Sometimes though, startups get bogged down in the process of strategizing and devising their messaging, with much of the focus being on how the homepage looks, what the copy says, and how it can be optimized for maximum selling potential. Part of this comes from a phenomenon I’ve talked about before: “over-mentoring,” which is where startups get trapped in a vicious cycle of requesting more and more feedback, and stop being able to make decisions quickly.
And a lot of that over-mentoring happens with the homepage, because it is the first thing that most mentors see from the startup. The conversation often revolves around it, and the messaging it contains, instead of the core problems the startup is really facing in their business (which may or may not have to do with optimizing their homepage).
I’m even more guilty of this than most mentors, because I’m a copywriter, and I love analyzing and optimizing web pages. But the truth is that 9 times out of 10, a simple formula will work just fine: a headline, a sub-header, and a call to action. The classical “triangle” shape that millions of simple homepages use.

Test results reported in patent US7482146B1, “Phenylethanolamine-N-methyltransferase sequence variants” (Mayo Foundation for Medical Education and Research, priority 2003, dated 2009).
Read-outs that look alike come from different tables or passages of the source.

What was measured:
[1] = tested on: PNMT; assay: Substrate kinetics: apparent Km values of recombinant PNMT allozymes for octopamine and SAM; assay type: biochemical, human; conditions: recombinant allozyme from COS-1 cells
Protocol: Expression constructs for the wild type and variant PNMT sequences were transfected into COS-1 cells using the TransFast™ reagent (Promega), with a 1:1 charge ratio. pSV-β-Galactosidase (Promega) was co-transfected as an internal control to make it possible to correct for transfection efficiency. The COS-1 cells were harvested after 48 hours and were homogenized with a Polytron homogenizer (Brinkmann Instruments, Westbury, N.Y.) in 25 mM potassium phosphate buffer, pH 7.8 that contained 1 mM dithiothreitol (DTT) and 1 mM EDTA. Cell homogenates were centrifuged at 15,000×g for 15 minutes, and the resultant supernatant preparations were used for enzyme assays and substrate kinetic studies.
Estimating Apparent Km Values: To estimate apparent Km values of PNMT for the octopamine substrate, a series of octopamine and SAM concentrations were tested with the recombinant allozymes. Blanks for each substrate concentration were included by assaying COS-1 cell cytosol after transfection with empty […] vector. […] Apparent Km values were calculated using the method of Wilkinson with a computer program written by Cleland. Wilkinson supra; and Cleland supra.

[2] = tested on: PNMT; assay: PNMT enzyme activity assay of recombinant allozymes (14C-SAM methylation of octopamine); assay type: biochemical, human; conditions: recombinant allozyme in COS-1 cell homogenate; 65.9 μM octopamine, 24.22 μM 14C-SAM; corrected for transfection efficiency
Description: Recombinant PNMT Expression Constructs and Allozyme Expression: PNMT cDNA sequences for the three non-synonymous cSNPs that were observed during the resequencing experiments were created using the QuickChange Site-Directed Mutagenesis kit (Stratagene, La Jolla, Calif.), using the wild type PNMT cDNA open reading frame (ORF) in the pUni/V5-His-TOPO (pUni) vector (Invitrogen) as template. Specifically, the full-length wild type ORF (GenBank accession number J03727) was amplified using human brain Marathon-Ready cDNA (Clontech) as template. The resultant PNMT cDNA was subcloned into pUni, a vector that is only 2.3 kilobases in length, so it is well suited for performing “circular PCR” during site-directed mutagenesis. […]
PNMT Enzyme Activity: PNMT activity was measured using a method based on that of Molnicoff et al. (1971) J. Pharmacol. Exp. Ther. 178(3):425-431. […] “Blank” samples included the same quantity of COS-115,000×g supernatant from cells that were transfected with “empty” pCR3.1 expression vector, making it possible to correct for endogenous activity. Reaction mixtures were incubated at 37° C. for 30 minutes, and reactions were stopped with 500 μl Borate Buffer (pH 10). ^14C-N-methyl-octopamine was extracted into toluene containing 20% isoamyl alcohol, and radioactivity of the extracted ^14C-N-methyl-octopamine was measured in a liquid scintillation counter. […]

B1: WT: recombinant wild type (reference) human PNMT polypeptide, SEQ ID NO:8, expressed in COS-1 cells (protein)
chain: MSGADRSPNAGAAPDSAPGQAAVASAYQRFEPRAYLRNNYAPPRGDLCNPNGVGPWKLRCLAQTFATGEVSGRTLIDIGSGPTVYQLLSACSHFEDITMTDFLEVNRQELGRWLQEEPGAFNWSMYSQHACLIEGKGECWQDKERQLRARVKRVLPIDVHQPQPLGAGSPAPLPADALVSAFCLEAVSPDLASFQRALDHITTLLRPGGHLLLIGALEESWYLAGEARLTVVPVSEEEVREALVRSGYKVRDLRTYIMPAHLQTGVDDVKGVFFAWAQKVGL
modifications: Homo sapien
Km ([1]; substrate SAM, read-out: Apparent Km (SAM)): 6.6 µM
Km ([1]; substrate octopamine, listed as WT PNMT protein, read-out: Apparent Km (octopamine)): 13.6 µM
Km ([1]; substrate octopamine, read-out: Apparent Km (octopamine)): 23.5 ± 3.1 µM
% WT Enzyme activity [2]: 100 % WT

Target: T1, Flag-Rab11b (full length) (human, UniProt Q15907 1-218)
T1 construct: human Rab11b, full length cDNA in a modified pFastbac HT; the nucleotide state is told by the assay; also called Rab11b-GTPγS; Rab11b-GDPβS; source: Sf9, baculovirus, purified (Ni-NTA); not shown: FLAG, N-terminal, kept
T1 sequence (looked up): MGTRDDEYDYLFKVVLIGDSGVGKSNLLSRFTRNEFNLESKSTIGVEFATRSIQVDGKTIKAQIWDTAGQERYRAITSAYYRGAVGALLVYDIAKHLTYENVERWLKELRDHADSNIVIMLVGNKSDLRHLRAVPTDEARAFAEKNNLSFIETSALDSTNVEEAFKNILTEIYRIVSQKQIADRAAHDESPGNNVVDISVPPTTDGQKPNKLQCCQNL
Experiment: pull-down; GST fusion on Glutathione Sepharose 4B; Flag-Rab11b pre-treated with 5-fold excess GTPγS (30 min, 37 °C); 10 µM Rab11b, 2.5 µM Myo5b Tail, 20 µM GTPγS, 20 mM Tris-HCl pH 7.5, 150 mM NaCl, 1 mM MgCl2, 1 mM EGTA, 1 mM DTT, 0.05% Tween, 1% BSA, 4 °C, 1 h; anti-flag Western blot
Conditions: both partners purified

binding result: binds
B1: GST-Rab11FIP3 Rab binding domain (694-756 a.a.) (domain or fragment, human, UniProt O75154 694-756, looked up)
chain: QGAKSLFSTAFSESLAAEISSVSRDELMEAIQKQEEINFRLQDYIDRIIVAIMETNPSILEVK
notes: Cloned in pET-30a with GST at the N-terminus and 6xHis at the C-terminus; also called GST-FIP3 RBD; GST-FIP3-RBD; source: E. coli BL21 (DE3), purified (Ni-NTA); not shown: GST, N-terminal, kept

To fight over-thinking, I’ve been finding myself challenging teams to live with an imperfect website. I’ll ask them, “why are you focusing so much of your energy on this? Is that justified by the kind of traffic you are hoping to generate with it?” In some cases, the answer is yes. But often, it’s not clear the founders have given that much thought.
The homepage can be a vital step for onboarding customers. But that’s less and less true today, and many of our startups will never need elaborate pages at all in order to do business. They’ll need brilliant apps, or intelligent and well designed processes, but the homepage won’t create loyal customers- the product/service will do that.
A “Perfect” Homepage is a Moving Target
“A perfect homepage is a moving target. Don’t outsmart yourself.”